When does a Monte Carlo alogrithm solve a problem?

I am asking myself the following:

When can we say that a Monte Carlo algorithm solves a problem?

To quote from Wikipedia on Monte Carlo algorithms

For instance, the Solovay–Strassen primality test is used to determine whether a given number is a prime number. It always answers true for prime number inputs; for composite inputs, it answers false with probability at least ½ and true with probability less than ½.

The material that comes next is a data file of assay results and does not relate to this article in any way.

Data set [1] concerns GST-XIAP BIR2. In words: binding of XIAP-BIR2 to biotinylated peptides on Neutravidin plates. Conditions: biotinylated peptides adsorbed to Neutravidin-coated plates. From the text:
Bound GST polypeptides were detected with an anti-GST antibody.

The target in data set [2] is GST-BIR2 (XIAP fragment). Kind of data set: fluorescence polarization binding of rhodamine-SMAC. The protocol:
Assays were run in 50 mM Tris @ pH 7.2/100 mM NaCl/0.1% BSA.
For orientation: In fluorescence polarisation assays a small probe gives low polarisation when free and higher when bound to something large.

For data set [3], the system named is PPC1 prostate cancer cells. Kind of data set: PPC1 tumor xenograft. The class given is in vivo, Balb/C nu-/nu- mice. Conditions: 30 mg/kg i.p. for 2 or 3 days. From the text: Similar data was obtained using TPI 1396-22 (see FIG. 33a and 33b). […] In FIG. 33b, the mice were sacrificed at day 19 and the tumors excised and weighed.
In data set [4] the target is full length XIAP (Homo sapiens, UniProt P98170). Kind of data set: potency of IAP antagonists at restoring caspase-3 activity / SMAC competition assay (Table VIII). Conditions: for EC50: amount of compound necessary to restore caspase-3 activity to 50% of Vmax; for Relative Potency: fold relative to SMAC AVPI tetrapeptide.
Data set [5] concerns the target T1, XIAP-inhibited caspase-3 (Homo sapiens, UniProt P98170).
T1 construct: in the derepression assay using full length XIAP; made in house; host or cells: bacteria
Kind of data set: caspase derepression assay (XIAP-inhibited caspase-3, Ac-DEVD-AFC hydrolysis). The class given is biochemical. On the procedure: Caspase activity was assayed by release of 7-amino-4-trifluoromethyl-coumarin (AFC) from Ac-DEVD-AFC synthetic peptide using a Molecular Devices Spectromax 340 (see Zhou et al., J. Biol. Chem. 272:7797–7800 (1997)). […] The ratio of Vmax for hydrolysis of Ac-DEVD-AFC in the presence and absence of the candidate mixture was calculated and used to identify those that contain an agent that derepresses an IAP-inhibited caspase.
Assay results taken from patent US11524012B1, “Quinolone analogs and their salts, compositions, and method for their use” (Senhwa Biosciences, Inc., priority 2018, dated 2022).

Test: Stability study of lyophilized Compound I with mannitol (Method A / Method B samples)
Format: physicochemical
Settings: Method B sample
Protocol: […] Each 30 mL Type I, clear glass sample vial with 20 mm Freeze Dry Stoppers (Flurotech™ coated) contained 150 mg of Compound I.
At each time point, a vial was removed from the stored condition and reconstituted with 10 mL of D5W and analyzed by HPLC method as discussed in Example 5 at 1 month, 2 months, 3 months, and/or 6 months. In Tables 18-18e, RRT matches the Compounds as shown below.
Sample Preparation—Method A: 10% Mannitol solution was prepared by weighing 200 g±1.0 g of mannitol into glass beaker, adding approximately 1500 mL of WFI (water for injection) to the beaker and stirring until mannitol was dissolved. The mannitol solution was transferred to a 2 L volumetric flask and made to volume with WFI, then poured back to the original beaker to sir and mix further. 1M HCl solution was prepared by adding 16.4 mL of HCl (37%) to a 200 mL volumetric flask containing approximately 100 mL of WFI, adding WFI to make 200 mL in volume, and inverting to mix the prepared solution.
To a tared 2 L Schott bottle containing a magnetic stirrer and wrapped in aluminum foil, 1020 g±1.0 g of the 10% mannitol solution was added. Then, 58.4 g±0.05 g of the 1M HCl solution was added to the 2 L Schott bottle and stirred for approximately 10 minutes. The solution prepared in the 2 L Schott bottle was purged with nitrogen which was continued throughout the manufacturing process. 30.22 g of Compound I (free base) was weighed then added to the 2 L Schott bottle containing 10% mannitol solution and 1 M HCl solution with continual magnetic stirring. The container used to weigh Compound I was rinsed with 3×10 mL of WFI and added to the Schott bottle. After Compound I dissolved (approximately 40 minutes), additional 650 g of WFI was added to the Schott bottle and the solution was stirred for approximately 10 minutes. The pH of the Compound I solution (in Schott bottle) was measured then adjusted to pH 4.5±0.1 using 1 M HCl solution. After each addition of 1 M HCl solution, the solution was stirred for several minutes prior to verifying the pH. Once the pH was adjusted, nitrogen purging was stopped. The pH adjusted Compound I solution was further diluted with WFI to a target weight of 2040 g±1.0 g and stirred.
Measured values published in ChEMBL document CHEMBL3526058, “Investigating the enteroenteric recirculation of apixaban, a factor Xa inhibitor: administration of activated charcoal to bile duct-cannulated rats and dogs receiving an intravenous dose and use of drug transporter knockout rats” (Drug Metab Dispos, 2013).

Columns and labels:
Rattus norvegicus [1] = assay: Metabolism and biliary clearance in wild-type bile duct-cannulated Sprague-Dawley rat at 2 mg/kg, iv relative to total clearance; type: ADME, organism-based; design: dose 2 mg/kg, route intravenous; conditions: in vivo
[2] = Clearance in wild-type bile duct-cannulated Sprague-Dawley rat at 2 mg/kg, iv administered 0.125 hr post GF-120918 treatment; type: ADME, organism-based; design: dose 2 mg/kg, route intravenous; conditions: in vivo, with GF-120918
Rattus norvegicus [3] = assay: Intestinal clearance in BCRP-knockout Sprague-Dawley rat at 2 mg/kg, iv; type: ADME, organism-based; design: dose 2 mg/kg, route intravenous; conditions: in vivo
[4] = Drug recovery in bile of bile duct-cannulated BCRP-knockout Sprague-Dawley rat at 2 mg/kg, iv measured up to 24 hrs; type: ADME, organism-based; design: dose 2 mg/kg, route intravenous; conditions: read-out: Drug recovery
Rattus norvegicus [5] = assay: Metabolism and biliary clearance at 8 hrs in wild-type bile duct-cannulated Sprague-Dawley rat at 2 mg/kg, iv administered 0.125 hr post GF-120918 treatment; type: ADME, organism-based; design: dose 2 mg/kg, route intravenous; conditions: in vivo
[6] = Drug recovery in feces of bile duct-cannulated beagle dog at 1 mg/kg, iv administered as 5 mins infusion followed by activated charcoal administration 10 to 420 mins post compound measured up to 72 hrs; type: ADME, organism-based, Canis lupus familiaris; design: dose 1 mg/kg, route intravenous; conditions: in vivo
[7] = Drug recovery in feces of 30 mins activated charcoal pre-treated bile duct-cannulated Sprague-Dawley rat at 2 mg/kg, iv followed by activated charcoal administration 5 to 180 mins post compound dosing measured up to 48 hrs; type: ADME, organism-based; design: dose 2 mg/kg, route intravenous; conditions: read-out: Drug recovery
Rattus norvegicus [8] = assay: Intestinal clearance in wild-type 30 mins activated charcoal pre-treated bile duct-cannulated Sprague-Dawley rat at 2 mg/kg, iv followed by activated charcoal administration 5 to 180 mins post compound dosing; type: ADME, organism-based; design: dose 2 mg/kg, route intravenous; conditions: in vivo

What would happen if the Solovay–Strassen Test would answer true for only 1% of composite inputs? Would we than still say that it solves the problem of testing primality? Or is there some requirement like that a Monte Carlo algorithm has to answer true for more than half the cases?